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Scottish National Dictionary (1700–)

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First published 1956 (SND Vol. IV). Includes material from the 2005 supplement.

FUIRSDAY, n. Also F(e)ursday, Fo(a)rs-, Foers-, Foors-; Feers-, Fiers- (ne.Sc.). Sc. forms of Eng. Thursday, once in gen. usage but now obs. in Lth., sm. and s.Sc. (Sh., ne.Sc., Ags., Fif., Ayr. 1953). [Sh., m.Sc. ′fø:rzdɪ, ′fe:rz-, †Gall., Dmf. ′fo:rz-, ne.Sc. ′fi:rz-, Cai. ′fju:rz-]Ayr. 1786 Burns Reply to an Invit. ii.:
But Foorsday, Sir, my promise leal, Expect me o' your partie.
Rnf. 1791 A. Wilson Poems 234:
He gets the news, and tauld me that ye'd hecht A dawd o' goud, on this same Fursday night.
s.Sc. 1822 Blackwood's Mag. (Feb.) 180:
This is Forsday, ye ken, an' we hae a diet the day.
Hdg. 1892 J. Lumsden Sheep-Head 294:
“Is't to be on Tiseday or Wadnesday, or whan?” . . . “On Foorsday,” I jerked back.
Abd. 1900 C. Murray Hamewith 13:
Twa Fiers-days back she seem'd baith swak an' strang.
Dmf. 1912 J. & R. Hyslop Langholm 620:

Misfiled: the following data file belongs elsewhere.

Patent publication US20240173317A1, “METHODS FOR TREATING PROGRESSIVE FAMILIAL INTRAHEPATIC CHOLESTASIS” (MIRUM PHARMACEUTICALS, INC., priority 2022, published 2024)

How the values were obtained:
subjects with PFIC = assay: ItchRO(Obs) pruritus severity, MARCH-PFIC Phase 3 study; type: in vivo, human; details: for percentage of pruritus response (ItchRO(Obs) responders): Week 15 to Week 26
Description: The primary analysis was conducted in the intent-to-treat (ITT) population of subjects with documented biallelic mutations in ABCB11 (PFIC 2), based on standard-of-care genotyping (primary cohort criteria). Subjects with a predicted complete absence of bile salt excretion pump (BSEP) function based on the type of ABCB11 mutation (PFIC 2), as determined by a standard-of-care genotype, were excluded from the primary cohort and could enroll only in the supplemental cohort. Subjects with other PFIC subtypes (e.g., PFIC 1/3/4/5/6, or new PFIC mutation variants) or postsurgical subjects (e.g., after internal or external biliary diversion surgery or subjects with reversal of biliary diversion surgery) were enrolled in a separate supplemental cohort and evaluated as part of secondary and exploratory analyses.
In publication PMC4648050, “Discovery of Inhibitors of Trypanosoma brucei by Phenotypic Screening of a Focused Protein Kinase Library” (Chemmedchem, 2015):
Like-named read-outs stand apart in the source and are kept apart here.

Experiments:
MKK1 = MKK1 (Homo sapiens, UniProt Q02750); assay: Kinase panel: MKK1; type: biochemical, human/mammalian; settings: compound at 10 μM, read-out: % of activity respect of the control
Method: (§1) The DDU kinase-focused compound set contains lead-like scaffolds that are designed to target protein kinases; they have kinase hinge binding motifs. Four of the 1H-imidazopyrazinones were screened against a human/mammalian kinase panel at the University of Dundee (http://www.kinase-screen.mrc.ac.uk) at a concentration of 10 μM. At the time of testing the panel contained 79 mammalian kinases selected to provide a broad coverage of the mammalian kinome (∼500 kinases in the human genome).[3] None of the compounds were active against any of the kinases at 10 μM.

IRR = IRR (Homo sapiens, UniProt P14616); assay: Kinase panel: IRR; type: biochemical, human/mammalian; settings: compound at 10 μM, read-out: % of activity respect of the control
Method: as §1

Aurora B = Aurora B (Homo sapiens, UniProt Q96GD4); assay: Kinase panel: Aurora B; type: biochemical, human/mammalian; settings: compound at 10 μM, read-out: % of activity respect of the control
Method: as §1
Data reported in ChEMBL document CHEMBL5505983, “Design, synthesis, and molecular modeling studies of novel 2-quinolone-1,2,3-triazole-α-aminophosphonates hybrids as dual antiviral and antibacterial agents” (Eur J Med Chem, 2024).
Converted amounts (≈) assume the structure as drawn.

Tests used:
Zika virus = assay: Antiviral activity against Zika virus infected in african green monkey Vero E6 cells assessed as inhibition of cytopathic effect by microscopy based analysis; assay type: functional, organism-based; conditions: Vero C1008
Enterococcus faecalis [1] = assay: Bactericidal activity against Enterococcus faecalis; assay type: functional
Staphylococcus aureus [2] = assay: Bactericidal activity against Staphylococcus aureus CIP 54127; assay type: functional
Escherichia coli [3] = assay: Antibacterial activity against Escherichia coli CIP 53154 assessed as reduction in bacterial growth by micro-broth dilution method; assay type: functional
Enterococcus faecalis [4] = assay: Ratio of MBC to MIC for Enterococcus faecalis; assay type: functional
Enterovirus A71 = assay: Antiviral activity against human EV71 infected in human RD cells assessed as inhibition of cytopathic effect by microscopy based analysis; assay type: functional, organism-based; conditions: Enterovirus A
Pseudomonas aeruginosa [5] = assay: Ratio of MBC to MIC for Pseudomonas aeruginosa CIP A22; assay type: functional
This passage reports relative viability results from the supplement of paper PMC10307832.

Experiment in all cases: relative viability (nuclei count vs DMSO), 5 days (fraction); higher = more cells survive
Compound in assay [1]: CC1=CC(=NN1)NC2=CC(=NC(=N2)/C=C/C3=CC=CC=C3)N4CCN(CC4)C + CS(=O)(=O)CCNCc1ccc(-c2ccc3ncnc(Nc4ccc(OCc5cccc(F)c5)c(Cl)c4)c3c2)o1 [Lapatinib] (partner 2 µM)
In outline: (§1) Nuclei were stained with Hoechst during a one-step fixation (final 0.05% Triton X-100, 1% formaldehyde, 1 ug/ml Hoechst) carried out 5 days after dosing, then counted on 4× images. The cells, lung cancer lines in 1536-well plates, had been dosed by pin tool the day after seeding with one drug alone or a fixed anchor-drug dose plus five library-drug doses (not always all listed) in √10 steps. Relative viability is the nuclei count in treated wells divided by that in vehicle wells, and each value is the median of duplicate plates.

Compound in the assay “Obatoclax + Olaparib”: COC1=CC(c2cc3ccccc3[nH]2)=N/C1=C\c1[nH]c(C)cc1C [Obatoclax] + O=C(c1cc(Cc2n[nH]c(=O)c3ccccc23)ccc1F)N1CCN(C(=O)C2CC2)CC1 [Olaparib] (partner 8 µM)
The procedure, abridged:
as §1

Our fathers said . . . “Forsday” for Thursday.
Sh. 1949 J. Gray Lowrie 81:
Da moorit hog it doo slachtered a Foersday.
Abd. 1981 Jack Webster A Grain of Truth (1988) 184:
In the thirties, for example the day after Monday was Tyesday and two days after that was Fiersday, as surely as your ankles were your 'kweets', ...
Cai. 1991 John Manson in Tom Hubbard The New Makars 76:
I sall dee in Paris - and I'm no rinnan -
Mebbe on a Fuirsday, in the back end.

[The Sc. form has regularly F- for Th-. Cf. F, 1. O.Sc. Furisday, a.1400, Fuirsday, 1595, Forsday, 1598, O.N. þórsdagr.]

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"Fuirsday n.". Dictionary of the Scots Language. 2004. Scottish Language Dictionaries Ltd. Accessed 23 May 2022 <http://www.dsl.ac.uk/entry/snd/fuirsday>

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